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October 7, 2008 in The China Beat


Copyright October 7, 2008 Charles W. Hayford. Used by permission.


My name is Charles and I’m a Wikipedia addict.

I can’t help myself, but then, neither can 75,000 other “active contributors.” We don’t just look things up: we create articles, correct and introduce mistakes, send each other notes, and fuss over issues great and obscure. Anonymity lends a carnival air of freedom and community since, as the famous New Yorker cartoon had it, “on the Internet nobody knows you’re a dog” (and yes, the link is to a Wikipedia article).

Wikipedia is an internet galactic cloud of information. Nicholson Baker, who once crankily lamented the end of the library card catalogue, in a review of John Broughton’s Wikipedia: The Missing Manual (NY Review March 20, 2008), calls it “just an incredible thing.” It’s “fact-encirclingly huge, and it’s idiosyncratic, careful, messy, funny, shocking, and full of simmering controversies—and it’s free, and it’s fast.” Wikipedia, he says, is the “convergence between the self-taught and the expensively educated.”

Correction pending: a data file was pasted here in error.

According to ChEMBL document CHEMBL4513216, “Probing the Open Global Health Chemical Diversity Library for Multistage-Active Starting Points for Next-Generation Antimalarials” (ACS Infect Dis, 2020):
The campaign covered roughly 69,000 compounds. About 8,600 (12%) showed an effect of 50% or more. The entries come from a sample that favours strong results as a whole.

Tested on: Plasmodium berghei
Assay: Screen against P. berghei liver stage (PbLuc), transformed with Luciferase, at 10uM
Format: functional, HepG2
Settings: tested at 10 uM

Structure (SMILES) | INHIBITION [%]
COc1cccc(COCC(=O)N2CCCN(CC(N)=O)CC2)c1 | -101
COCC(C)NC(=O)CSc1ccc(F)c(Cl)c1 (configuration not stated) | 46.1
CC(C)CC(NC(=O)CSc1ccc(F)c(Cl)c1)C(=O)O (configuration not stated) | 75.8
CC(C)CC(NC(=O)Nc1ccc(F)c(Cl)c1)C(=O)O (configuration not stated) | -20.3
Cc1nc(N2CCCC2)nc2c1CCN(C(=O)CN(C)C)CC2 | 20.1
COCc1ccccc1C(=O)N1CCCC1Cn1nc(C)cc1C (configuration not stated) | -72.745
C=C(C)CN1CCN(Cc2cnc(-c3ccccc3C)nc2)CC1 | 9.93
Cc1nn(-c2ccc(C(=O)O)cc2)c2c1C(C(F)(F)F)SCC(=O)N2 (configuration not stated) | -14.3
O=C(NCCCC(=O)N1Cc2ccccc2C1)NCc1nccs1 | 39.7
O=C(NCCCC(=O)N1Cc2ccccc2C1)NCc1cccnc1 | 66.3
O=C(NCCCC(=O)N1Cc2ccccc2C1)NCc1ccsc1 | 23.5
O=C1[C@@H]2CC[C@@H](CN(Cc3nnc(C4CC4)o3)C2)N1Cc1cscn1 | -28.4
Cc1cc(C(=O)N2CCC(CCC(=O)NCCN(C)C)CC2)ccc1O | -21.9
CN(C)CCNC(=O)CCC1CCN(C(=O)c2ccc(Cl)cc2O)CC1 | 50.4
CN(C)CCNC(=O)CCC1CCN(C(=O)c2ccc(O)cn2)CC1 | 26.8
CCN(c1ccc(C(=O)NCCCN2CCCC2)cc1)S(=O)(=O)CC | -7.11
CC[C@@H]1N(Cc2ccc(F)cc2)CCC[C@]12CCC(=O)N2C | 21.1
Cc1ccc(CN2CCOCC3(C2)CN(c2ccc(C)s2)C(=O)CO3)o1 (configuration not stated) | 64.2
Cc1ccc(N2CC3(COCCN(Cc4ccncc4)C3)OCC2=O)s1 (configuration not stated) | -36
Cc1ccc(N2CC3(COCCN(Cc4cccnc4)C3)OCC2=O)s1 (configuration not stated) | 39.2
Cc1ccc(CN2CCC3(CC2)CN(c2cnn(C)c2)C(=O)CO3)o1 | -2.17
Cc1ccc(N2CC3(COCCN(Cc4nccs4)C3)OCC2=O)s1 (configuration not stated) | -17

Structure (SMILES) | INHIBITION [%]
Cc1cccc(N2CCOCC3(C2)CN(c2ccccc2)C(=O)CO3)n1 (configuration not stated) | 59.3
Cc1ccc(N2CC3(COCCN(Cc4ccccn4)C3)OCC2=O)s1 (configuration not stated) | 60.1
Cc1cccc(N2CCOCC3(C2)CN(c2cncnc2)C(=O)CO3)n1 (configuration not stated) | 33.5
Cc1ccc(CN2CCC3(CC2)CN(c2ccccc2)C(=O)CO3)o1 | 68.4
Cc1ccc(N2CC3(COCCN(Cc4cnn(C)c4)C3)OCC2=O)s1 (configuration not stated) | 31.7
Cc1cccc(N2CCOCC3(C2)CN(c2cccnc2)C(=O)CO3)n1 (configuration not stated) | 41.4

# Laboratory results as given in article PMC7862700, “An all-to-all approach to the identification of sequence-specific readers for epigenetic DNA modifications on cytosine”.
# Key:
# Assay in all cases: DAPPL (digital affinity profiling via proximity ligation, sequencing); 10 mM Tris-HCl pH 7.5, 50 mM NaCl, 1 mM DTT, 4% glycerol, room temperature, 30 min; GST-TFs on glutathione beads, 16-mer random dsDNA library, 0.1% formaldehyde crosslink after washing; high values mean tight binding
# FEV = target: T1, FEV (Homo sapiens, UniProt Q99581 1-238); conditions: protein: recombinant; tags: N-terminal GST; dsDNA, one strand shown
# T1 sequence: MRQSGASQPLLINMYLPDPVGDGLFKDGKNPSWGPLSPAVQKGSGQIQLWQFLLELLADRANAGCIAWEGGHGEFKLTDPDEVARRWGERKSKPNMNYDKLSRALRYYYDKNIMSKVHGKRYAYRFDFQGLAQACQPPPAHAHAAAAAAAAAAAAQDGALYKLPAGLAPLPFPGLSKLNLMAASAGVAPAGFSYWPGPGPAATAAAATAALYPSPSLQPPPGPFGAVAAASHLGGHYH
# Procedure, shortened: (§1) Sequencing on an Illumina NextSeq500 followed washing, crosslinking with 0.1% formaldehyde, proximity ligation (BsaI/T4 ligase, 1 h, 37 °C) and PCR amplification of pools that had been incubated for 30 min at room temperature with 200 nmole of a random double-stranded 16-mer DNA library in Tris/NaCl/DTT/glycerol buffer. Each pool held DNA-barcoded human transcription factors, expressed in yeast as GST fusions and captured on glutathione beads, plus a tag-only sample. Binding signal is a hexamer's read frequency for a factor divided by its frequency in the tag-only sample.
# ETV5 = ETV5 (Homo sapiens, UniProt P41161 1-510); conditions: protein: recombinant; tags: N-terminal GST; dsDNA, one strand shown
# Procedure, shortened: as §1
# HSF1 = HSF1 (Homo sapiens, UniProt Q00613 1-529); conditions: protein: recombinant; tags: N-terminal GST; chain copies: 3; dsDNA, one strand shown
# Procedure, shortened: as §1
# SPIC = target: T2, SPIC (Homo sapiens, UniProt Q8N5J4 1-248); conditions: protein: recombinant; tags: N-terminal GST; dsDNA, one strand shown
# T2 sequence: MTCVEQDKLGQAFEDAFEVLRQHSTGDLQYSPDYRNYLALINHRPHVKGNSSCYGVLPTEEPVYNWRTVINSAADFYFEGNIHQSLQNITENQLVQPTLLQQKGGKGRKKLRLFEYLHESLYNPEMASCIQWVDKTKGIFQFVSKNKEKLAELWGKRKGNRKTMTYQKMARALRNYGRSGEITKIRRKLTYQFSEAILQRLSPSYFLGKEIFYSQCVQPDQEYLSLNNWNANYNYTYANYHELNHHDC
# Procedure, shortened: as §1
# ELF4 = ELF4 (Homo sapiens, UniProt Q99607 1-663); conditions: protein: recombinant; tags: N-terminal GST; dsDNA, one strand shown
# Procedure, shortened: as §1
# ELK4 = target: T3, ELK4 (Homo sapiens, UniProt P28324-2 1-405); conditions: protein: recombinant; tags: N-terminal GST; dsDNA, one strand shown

What’s in it for China folk? In the near future we will have at least three major print encyclopedias of China, so now is a good time to ask how Wikipedia stacks up, especially for those of us who are teachers.

The lures are obvious. Where else can you so quickly find a list of six translations ofLiaozhai Zhiyi, Zhu Yuanzhang’s birthday, chopstick etiquette in four Asian countries, or not quite enough about postage stamps and postal history of China? Even weak articles often have supplementary internet links which make them worthwhile. You can find the translation of a current or tricky term by locating it in the English Wikipedia, then clicking on the link (at the left side of the page) to the article in the Chinese Wikipedia.